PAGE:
tajjapastadarthabhāvanam ॥ 28 ॥
How do we relate to God?
In order to relate to God, it is necessary to regularly address Him properly and reflect on His qualities.
Patañjali suggests that it is necessary to reflect constantly on the qualities of God. This might be aided by the repeated recitation of His name along with prayer and contemplation. But mechanical repetition and prayer are worthless. This must be accompanied by conscious thought and consideration, and done with profound respect.
tataḥ pratyaktcetanādhigamo'pyantarāyābhāvaśca ॥ 29 ॥
For those who have faith in God, such reflections will inevitably be beneficial.
The individual will in time perceive his true nature. He will not be disturbed by any interruptions that may arise in his journey to the state of Yoga.
vyādhistyāna​saṁśayapramādālasyā​viratibhrāntidarśanālabdha​bhūmikatvānavasthitatvāni citavikṣepāste'ntarāyāḥ ॥ 30 ॥
What, if any, are the interruptions?
There are nine types of interruptions to developing mental clarity. These are illness, mental stagnation, doubt, lack of foresight, fatigue, over indulgence, illusions about one's true state of mind, lack of perseverance and regression. These factors are obstacles to mental clarity because they create disturbances and encourage distractions.
The more vulnerable we are to these interruptions, the more difficult it is to reach a state of Yoga.
duḥkhadaurmanasyāṅgamejayatvaśvāsapraśvāsā vikṣepasahabhuvaḥ ॥ 31 ॥
Can we tell when these interruptions are having an effect and taking root?
All these interruptions produce one ore more of the following symptoms – mental discomfort, negative thinking, inability to be at ease in different body postures and difficulty in controlling one's breath.
Any of these symptoms, can have further consequences. The following eight sūtra-s give some suggestions for controlling these interruptions and their symptoms. These suggestions are useful both for those with great faith in God and for atheists.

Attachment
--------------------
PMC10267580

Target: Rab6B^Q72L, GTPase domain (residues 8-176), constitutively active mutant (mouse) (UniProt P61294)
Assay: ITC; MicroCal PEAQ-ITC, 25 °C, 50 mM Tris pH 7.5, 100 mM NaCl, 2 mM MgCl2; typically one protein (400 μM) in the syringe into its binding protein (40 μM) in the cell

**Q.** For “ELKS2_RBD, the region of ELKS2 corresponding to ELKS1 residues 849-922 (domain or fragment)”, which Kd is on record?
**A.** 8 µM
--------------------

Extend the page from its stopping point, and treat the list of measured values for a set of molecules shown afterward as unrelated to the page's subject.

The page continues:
tatpratiṣedhārthamekatattvābhyāsaḥ ॥ 32 ॥
If one can select an appropriate means to steady the mind and practice this, whatever the provocations, the interruptions cannot take root.
maitrīkaruṇāmuditopekṣāṇāṁ sukhaduḥkhapuṇyāpuṇyaviṣayāṇāṁ bhāvanātaścitaprasādanam ॥ 33 ॥
In daily life, we see around us people who are happier than we are and people who are less happy. Some may be doing things worthy of praise and others may be causing problems. Whatever be our usual attitudes towards such people and their actions, if we can be happy for those who are happier than ourselves, compassionate towards those who are not as happy, pleased with those whose activities are praiseworthy and remain undisturbed by the error of others, our minds will be very tranquil.
pracchardanavidhāraṇābhyāṁ vā prāṇasya ॥ 34 ॥
When we find interruptions or the symptoms of interruptions
The practice of breathing exercises involving extending exhalation might be helpful.
These breathing techniques, however, must be correctly taught and guided.
viṣayavatī vā pravṛttirutpannā manasaḥ sthitinibandhanī ॥ 35 ॥
The role of senses, such as sight and hearing, in providing information to the mind is significant. These senses are the doors of perception and we are often their slaves. But, can we not examine what is even more powerful in us than our senses? Can we not make them sharper and at our disposal?
By regular enquiry into the role of the senses we can reduce mental distortions.
viśokā vā jyotiṣmatī ॥ 36 ॥
One of the great mysteries of life is life itself.
When we enquire into what life is and what keeps us alive, we may find some solace for our mental distractions.
Consideration of things greater than our individual selves helps us put ourselves in perspective.
vītarāgaviṣayaṁ vā cittam ॥ 37 ॥
When we are confronted with problems, the counsel of someone who has mastered similar problems can be of great help.
Such counsel can come directly from a living person or from the study of someone alive or dead.
svapnanidrājñānālambanaṁ vā ॥ 38 ॥
When we believe we know a lot, we may become arrogant. The consequences can be disturbing. In fact, even the most ordinary, everyday occurrences are not always clear to us.